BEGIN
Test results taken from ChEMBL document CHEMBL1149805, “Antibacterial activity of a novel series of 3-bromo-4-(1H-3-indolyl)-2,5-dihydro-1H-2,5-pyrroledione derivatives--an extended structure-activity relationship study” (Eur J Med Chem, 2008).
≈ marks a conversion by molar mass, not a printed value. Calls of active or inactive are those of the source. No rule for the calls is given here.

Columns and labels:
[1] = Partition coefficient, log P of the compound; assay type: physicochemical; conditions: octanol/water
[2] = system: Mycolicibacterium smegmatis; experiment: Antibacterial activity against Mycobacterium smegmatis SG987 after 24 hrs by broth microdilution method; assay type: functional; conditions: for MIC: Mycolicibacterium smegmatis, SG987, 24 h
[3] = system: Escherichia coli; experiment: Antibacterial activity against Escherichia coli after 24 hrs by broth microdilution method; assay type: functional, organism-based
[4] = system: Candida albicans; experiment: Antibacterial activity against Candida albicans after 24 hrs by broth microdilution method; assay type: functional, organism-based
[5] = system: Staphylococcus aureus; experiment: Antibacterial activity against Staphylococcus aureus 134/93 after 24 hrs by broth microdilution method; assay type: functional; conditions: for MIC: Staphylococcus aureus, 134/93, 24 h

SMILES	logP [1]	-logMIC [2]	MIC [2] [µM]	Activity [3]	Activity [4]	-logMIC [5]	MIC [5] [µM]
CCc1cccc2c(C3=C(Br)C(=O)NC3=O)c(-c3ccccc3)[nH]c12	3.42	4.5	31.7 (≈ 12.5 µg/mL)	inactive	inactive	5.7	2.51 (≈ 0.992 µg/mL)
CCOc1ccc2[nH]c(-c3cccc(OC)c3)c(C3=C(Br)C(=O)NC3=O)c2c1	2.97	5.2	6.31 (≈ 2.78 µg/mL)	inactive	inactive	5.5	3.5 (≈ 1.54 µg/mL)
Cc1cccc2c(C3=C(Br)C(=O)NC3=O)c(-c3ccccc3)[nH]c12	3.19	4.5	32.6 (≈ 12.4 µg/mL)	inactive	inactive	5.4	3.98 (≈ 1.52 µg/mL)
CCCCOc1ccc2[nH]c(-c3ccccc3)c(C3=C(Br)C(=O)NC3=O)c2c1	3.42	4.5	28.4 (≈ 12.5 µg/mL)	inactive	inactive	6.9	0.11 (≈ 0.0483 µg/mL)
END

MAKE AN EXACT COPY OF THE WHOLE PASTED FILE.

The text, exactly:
Test results taken from ChEMBL document CHEMBL1149805, “Antibacterial activity of a novel series of 3-bromo-4-(1H-3-indolyl)-2,5-dihydro-1H-2,5-pyrroledione derivatives--an extended structure-activity relationship study” (Eur J Med Chem, 2008).
≈ marks a conversion by molar mass, not a printed value. Calls of active or inactive are those of the source. No rule for the calls is given here.

Columns and labels:
[1] = Partition coefficient, log P of the compound; assay type: physicochemical; conditions: octanol/water
[2] = system: Mycolicibacterium smegmatis; experiment: Antibacterial activity against Mycobacterium smegmatis SG987 after 24 hrs by broth microdilution method; assay type: functional; conditions: for MIC: Mycolicibacterium smegmatis, SG987, 24 h
[3] = system: Escherichia coli; experiment: Antibacterial activity against Escherichia coli after 24 hrs by broth microdilution method; assay type: functional, organism-based
[4] = system: Candida albicans; experiment: Antibacterial activity against Candida albicans after 24 hrs by broth microdilution method; assay type: functional, organism-based
[5] = system: Staphylococcus aureus; experiment: Antibacterial activity against Staphylococcus aureus 134/93 after 24 hrs by broth microdilution method; assay type: functional; conditions: for MIC: Staphylococcus aureus, 134/93, 24 h

SMILES	logP [1]	-logMIC [2]	MIC [2] [µM]	Activity [3]	Activity [4]	-logMIC [5]	MIC [5] [µM]
CCc1cccc2c(C3=C(Br)C(=O)NC3=O)c(-c3ccccc3)[nH]c12	3.42	4.5	31.7 (≈ 12.5 µg/mL)	inactive	inactive	5.7	2.51 (≈ 0.992 µg/mL)
CCOc1ccc2[nH]c(-c3cccc(OC)c3)c(C3=C(Br)C(=O)NC3=O)c2c1	2.97	5.2	6.31 (≈ 2.78 µg/mL)	inactive	inactive	5.5	3.5 (≈ 1.54 µg/mL)
Cc1cccc2c(C3=C(Br)C(=O)NC3=O)c(-c3ccccc3)[nH]c12	3.19	4.5	32.6 (≈ 12.4 µg/mL)	inactive	inactive	5.4	3.98 (≈ 1.52 µg/mL)
CCCCOc1ccc2[nH]c(-c3ccccc3)c(C3=C(Br)C(=O)NC3=O)c2c1	3.42	4.5	28.4 (≈ 12.5 µg/mL)	inactive	inactive	6.9	0.11 (≈ 0.0483 µg/mL)